What Africa Needs A Mental Bailout Not Charity (READ)

What Africa Needs A Mental Bailout Not Charity (READ)

By Opinions | The Trent on June 5, 2017
nigeria mental slavery africa

Africa has witnessed challenges in recent years ranging from violence, terrorism and myriad of issues. The continent has been described variously by people who are grossly disenchanted with happenings in the country as a slowcoach personified, a giant snail on a time-bound race, a cocoon of absurdities defined by poverty, violence, kidnapping, corruption and killings while some used kind words to describe her as the most populous black continent on earth flowing with milk and honey yet in the hollow of poverty, corruption and mismanagement; a continent that has numerous capacities to develop itself and its people but has blatantly refused to do so.

The road to a better and progressive Africa has been unsettled to the actions and inactions of both, the leadership and followership who consciously or unconsciously fail in realizing that human societies are bound together by common destinies and interests only if they are able to retain their dignity and sovereignty at an aggregated level of justice and fair play to both sides of religious beliefs, the absence of which could be seen in terms of great cost expressed in human and material losses.

While Africa continues to search for solutions to its many challenges, it somewhat becomes very elusive although with a few success stories of resilience. Regardless of undergoing a lengthy period of fluctuating economic growth and divergence, convoyed by relative social transformation, Africa has remained limited in terms of its ability to realise its full potential as the global economic growth driver it could potentially be. More than ever, we cannot ignore a growing reality that Africa needs a paradigm shift in its development plans if it is to catch up with the rest of world.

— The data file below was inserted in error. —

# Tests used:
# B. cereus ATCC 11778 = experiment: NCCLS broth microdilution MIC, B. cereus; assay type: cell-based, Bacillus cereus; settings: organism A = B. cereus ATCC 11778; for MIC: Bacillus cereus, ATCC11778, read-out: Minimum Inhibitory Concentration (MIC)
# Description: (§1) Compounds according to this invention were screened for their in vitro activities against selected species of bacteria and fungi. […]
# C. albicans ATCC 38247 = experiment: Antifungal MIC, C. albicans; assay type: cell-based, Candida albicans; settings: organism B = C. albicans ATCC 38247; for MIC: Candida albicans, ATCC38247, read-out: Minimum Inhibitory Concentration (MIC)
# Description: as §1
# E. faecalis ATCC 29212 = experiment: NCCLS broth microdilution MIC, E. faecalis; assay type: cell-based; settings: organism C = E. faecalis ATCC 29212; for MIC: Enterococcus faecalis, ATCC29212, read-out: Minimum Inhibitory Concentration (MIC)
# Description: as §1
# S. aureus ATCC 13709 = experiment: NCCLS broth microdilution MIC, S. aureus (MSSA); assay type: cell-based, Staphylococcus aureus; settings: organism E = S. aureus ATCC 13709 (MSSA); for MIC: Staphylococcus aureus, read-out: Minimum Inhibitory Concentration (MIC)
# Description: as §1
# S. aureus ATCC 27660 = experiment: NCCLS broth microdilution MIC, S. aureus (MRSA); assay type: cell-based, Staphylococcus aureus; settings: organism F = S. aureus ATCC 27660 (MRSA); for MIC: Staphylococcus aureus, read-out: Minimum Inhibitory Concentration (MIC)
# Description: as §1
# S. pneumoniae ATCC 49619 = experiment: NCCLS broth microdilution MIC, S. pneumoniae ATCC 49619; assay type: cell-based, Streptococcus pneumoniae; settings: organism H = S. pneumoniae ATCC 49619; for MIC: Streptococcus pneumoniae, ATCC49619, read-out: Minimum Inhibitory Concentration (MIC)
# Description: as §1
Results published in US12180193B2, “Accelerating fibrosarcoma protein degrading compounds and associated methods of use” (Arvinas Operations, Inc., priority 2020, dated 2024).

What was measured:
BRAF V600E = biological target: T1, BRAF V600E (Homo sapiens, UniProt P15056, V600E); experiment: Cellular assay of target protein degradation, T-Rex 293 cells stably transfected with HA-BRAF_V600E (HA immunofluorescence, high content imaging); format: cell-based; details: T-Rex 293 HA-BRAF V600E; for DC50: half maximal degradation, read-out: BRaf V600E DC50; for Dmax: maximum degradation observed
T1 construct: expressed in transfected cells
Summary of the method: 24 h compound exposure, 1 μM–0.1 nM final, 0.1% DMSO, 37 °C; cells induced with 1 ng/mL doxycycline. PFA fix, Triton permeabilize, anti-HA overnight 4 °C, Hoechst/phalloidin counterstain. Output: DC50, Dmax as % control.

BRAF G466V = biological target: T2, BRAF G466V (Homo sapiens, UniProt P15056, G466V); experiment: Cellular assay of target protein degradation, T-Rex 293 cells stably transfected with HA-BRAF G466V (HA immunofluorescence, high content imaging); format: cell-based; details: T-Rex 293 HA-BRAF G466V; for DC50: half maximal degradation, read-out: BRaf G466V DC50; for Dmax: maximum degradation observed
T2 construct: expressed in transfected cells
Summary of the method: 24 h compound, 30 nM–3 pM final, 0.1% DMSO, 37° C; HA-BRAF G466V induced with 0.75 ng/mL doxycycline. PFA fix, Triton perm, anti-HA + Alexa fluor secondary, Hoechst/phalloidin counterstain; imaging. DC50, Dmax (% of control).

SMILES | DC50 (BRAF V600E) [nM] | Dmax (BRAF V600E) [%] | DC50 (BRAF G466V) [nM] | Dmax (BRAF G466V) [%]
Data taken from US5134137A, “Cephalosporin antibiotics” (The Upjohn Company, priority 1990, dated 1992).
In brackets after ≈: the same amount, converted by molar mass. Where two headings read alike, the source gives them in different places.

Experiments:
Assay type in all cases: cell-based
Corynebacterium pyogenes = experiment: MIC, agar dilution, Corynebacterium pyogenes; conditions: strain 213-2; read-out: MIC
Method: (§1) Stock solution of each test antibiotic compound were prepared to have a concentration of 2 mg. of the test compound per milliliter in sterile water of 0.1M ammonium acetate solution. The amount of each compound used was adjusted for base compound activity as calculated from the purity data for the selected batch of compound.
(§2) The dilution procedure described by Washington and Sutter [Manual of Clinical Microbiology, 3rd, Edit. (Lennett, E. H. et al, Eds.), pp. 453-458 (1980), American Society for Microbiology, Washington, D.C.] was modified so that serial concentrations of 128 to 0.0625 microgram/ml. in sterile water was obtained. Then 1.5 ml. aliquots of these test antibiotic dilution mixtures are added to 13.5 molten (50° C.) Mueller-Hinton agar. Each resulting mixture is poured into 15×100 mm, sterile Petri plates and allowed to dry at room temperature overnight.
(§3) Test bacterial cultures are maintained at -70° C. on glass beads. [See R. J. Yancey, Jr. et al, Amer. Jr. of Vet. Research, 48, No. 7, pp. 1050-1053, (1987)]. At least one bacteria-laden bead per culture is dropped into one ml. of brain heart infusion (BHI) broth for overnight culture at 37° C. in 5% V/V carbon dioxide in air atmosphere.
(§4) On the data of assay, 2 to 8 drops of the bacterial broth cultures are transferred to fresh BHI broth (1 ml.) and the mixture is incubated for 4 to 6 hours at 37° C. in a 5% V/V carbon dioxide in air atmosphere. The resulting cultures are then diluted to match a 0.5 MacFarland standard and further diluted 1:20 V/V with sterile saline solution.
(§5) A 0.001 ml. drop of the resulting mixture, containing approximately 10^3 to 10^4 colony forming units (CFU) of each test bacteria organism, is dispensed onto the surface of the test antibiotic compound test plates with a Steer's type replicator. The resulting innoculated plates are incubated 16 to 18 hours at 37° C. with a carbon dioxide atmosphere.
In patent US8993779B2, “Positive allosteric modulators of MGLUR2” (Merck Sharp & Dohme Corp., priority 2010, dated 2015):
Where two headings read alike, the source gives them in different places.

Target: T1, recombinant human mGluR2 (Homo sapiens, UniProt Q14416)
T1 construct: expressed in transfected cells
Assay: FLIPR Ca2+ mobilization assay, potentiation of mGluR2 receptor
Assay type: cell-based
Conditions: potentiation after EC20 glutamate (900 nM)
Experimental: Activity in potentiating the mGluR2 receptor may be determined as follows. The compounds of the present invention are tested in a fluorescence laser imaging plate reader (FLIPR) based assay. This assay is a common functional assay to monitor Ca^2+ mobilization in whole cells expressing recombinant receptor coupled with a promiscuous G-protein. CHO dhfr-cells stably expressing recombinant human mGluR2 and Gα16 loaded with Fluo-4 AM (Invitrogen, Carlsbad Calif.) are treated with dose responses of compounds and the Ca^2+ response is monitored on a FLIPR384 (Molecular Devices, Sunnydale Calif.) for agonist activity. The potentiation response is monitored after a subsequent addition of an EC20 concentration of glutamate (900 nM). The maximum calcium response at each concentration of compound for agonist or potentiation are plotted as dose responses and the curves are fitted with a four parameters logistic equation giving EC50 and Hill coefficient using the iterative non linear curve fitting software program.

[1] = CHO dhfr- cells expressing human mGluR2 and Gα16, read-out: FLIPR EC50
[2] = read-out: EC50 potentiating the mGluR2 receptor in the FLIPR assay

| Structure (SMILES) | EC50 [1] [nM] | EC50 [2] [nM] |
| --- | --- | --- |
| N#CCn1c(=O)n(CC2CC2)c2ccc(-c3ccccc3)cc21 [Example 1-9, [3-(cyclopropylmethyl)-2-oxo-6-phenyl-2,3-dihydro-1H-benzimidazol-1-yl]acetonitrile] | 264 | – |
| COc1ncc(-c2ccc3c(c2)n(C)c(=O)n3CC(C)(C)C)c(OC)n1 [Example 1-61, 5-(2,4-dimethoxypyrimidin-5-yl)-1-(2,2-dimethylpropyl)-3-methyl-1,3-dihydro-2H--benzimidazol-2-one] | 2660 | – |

Our delinquent is not the African mind but the African mindset; it is not the politicians but the African systems; it is not a lack of resources but a deficit of resourcefulness; the heart of the African problem is the African heart which must be changed. Africa cannot endure outsourcing its thoughtful process to others, while it remains content to fantasy about the past, complain about its present, and worry about its future or perhaps succeed in producing people with a lot of nothing or people with next to nil, or churn out graduates that the world no longer needs. So Africa will have to think differently not only to develop, but also in running to catch up with the rest of the world.

There is no quick fix to development anywhere in the world but that development is a product of concerted efforts and ingenuity. The question is how does Africa accelerate the momentum of its growth and achieve the structural transformation of its economies? Maybe we can borrow a very different logic—a social or institutional logic—which lies behind the practices of many widely admired, high-performing, and enduring nations of the world. In those nations, the workings of society and people are not afterthoughts or inputs to be used and discarded but are core to their purpose.

Africa must Harness the Strength of its Young
Today, 60% of the continent population is already under 25 years of age. By 2050, Africa will be home to 452 million people under the age of 25. Their enterprise, drive and budding offer African countries with an astonishing plus. But this demographic dividend is at risk of being or already squandered as too many young Africans feel bereft of pecuniary prospects and robbed of any say on the future of their own continent.